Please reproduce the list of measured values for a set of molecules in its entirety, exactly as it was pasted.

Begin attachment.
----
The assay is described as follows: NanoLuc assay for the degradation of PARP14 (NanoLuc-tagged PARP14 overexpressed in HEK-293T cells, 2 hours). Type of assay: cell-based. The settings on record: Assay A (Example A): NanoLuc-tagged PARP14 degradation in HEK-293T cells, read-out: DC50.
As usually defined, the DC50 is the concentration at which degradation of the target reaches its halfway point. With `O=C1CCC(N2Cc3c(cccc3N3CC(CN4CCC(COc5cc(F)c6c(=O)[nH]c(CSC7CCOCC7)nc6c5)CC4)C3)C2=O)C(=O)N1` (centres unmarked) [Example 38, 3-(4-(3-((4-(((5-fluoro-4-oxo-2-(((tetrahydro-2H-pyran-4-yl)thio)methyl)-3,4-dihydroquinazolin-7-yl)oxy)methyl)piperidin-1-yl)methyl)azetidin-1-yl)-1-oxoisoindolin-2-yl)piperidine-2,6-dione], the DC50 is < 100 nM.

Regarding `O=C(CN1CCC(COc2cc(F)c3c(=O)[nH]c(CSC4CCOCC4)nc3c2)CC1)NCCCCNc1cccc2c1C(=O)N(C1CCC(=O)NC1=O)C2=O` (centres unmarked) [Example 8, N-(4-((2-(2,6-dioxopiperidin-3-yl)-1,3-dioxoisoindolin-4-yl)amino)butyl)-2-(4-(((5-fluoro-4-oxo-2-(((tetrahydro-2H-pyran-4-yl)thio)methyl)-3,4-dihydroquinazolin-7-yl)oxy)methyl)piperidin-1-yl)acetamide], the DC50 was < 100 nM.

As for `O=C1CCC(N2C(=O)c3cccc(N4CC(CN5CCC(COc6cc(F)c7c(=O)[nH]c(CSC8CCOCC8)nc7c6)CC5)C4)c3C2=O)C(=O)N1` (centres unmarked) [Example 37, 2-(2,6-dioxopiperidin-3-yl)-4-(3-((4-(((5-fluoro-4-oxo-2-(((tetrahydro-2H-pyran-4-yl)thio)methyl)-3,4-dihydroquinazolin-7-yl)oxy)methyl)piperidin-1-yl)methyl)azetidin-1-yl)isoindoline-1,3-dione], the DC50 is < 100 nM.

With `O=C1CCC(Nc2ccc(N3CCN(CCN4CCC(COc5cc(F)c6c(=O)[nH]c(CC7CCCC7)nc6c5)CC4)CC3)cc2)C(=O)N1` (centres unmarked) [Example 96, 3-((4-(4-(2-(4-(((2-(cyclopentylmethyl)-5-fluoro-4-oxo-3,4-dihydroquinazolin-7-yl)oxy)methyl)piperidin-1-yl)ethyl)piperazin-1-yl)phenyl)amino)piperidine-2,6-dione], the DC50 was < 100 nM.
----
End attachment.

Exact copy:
The assay is described as follows: NanoLuc assay for the degradation of PARP14 (NanoLuc-tagged PARP14 overexpressed in HEK-293T cells, 2 hours). Type of assay: cell-based. The settings on record: Assay A (Example A): NanoLuc-tagged PARP14 degradation in HEK-293T cells, read-out: DC50.
As usually defined, the DC50 is the concentration at which degradation of the target reaches its halfway point. With `O=C1CCC(N2Cc3c(cccc3N3CC(CN4CCC(COc5cc(F)c6c(=O)[nH]c(CSC7CCOCC7)nc6c5)CC4)C3)C2=O)C(=O)N1` (centres unmarked) [Example 38, 3-(4-(3-((4-(((5-fluoro-4-oxo-2-(((tetrahydro-2H-pyran-4-yl)thio)methyl)-3,4-dihydroquinazolin-7-yl)oxy)methyl)piperidin-1-yl)methyl)azetidin-1-yl)-1-oxoisoindolin-2-yl)piperidine-2,6-dione], the DC50 is < 100 nM.

Regarding `O=C(CN1CCC(COc2cc(F)c3c(=O)[nH]c(CSC4CCOCC4)nc3c2)CC1)NCCCCNc1cccc2c1C(=O)N(C1CCC(=O)NC1=O)C2=O` (centres unmarked) [Example 8, N-(4-((2-(2,6-dioxopiperidin-3-yl)-1,3-dioxoisoindolin-4-yl)amino)butyl)-2-(4-(((5-fluoro-4-oxo-2-(((tetrahydro-2H-pyran-4-yl)thio)methyl)-3,4-dihydroquinazolin-7-yl)oxy)methyl)piperidin-1-yl)acetamide], the DC50 was < 100 nM.

As for `O=C1CCC(N2C(=O)c3cccc(N4CC(CN5CCC(COc6cc(F)c7c(=O)[nH]c(CSC8CCOCC8)nc7c6)CC5)C4)c3C2=O)C(=O)N1` (centres unmarked) [Example 37, 2-(2,6-dioxopiperidin-3-yl)-4-(3-((4-(((5-fluoro-4-oxo-2-(((tetrahydro-2H-pyran-4-yl)thio)methyl)-3,4-dihydroquinazolin-7-yl)oxy)methyl)piperidin-1-yl)methyl)azetidin-1-yl)isoindoline-1,3-dione], the DC50 is < 100 nM.

With `O=C1CCC(Nc2ccc(N3CCN(CCN4CCC(COc5cc(F)c6c(=O)[nH]c(CC7CCCC7)nc6c5)CC4)CC3)cc2)C(=O)N1` (centres unmarked) [Example 96, 3-((4-(4-(2-(4-(((2-(cyclopentylmethyl)-5-fluoro-4-oxo-3,4-dihydroquinazolin-7-yl)oxy)methyl)piperidin-1-yl)ethyl)piperazin-1-yl)phenyl)amino)piperidine-2,6-dione], the DC50 was < 100 nM.